US Critical Infrastructure Security Agency (CISA) adds a recently disclosed flaw in the Zimbra email suite to its Known Exploited Vulnerabilities Catalog.
The Cybersecurity & Infrastructure Security Agency (CISA) has added a recently disclosed flaw in the Zimbra email suite, tracked as CVE-2022-27924, to its Known Exploited Vulnerabilities Catalog.
In middle June, researchers from Sonarsource discovered the high-severity vulnerability impacting the Zimbra email suite, tracked as CVE-2022-27924 (CVSS score: 7.5). It can be exploited by an unauthenticated attacker to steal login credentials of users without user interaction.
“Zimbra Collaboration (aka ZCS) 8.8.15 and 9.0 allows an unauthenticated attacker to inject arbitrary memcache commands into a targeted instance. These memcache commands becomes unescaped, causing an overwrite of arbitrary cached entries.” reads the advisory published by NIST.
Once obtained the login credentials, attackers can access the victims’ mailboxes and potentially escalate their access to targeted organizations.
According to Binding Operational Directive (BOD) 22-01: Reducing the Significant Risk of Known Exploited Vulnerabilities, FCEB agencies have to address the identified vulnerabilities by the due date to protect their networks against attacks exploiting the flaws in the catalog.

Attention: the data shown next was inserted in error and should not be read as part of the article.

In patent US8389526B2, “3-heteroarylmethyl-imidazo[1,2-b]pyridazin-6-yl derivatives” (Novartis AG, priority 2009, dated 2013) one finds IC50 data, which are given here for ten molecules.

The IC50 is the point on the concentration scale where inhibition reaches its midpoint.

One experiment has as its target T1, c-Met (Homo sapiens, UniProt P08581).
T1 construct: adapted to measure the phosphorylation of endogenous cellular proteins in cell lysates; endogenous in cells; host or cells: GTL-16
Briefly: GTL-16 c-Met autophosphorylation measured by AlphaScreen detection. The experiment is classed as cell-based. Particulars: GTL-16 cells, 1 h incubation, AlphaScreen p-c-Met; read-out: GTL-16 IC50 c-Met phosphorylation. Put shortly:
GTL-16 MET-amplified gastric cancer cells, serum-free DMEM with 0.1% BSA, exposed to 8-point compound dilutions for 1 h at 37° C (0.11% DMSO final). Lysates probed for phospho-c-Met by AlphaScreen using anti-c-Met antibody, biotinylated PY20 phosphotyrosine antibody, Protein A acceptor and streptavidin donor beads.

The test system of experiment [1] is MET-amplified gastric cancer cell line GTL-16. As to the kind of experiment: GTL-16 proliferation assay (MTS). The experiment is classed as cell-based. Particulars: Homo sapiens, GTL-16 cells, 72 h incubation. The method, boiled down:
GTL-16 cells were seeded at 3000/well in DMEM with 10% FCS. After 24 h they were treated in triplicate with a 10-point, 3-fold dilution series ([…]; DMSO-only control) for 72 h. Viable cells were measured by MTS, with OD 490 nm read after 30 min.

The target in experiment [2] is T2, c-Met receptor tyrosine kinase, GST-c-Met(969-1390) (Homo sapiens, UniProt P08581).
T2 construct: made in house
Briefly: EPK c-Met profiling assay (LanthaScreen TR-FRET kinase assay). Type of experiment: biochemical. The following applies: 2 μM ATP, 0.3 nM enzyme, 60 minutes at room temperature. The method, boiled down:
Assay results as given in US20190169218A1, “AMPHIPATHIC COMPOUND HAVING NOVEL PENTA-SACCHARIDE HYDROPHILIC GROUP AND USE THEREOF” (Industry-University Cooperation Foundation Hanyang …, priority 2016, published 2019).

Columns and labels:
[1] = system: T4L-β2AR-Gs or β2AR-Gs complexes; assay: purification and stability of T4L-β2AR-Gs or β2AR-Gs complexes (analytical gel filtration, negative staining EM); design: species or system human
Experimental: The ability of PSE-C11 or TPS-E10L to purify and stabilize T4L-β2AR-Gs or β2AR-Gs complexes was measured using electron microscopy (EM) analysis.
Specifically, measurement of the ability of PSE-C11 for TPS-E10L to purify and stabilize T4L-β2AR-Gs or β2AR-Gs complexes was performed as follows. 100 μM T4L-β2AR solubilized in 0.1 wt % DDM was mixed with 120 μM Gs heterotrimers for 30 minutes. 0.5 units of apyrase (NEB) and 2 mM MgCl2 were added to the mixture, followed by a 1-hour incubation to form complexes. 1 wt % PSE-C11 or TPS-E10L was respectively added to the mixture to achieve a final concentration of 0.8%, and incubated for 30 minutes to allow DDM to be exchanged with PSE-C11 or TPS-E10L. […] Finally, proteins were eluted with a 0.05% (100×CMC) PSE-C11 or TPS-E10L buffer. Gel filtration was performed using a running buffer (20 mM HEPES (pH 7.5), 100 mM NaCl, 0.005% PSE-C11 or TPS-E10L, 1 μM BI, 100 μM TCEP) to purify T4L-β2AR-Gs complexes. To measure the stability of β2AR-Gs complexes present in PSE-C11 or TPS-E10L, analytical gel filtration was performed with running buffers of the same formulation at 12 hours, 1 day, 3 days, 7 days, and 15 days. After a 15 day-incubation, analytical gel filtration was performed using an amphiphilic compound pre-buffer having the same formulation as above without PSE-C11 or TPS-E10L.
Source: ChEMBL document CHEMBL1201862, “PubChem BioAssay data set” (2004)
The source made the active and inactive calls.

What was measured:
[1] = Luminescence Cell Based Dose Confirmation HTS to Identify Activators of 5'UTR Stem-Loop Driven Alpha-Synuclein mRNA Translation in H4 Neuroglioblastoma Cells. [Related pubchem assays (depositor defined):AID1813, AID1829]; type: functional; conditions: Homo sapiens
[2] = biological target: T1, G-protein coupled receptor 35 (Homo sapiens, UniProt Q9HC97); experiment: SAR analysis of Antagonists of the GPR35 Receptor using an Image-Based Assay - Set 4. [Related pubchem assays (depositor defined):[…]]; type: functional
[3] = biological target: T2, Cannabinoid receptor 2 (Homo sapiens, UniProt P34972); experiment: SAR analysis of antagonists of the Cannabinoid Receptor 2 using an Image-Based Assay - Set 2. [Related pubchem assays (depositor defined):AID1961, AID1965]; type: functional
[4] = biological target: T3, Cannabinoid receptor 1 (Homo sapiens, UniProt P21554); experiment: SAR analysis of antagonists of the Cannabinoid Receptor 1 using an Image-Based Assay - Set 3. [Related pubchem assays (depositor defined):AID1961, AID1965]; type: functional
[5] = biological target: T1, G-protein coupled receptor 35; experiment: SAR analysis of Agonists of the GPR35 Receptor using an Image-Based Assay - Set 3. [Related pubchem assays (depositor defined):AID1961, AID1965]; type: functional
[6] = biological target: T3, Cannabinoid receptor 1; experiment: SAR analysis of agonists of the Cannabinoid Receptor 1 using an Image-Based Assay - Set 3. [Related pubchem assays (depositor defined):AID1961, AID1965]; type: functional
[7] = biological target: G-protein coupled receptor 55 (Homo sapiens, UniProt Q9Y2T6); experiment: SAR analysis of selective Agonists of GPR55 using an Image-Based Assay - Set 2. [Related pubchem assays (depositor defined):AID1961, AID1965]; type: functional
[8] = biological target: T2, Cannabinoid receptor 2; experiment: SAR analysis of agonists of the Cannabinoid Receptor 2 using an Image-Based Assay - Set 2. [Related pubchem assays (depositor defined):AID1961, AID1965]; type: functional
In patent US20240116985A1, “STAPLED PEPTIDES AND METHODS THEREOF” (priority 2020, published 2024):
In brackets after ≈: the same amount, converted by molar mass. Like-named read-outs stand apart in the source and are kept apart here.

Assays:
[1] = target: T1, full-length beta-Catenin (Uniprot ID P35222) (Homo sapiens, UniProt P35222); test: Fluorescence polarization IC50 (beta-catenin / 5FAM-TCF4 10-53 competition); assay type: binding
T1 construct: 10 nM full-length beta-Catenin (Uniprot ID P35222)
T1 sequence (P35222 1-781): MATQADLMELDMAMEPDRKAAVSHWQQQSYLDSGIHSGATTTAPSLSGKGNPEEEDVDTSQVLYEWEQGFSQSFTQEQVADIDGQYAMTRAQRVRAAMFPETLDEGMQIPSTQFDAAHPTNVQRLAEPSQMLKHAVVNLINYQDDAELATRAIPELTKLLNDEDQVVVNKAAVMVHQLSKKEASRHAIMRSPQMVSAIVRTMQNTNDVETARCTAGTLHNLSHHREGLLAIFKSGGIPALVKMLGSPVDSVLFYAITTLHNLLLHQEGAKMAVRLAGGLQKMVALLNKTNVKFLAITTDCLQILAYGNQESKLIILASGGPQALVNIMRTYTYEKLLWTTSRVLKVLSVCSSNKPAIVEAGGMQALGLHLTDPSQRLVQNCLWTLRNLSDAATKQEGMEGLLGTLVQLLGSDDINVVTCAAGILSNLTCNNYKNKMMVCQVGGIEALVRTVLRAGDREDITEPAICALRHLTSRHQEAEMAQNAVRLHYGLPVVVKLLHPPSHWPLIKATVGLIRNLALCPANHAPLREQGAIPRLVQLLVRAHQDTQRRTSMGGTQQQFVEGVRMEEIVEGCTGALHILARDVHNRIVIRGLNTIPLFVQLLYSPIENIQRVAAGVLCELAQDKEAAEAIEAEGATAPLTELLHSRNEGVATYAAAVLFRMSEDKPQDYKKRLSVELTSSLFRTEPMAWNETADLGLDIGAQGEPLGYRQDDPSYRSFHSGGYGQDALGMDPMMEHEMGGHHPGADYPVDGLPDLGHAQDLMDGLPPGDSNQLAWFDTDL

Experts recommend also private organizations review the Catalog and address the vulnerabilities in their infrastructure.
The researchers published a video PoC that demonstrates how an unauthenticated attacker can steal the password of a known user of a targeted instance.
The vulnerability is triggered the next time the victim uses a mail client to connect to the Zimbra server of a target organization.
Threat actors, which know the victims’ email addresses, can overwrite an entry in the cache to forward all IMAP traffic to an attacker-controlled server, including the cleartext credentials of a targeted user.
Zimbra addressed the issue on May 10, 2022, with the release of versions 8.8.15 P31.1 and 9.0.0 P24.1.
CISA orders federal agencies to fix the issue by August 25, 2022.
CISA hasn’t shared technical details of the attacks that exploit the Zimbra flaw.
(SecurityAffairs – hacking, Zimbra)
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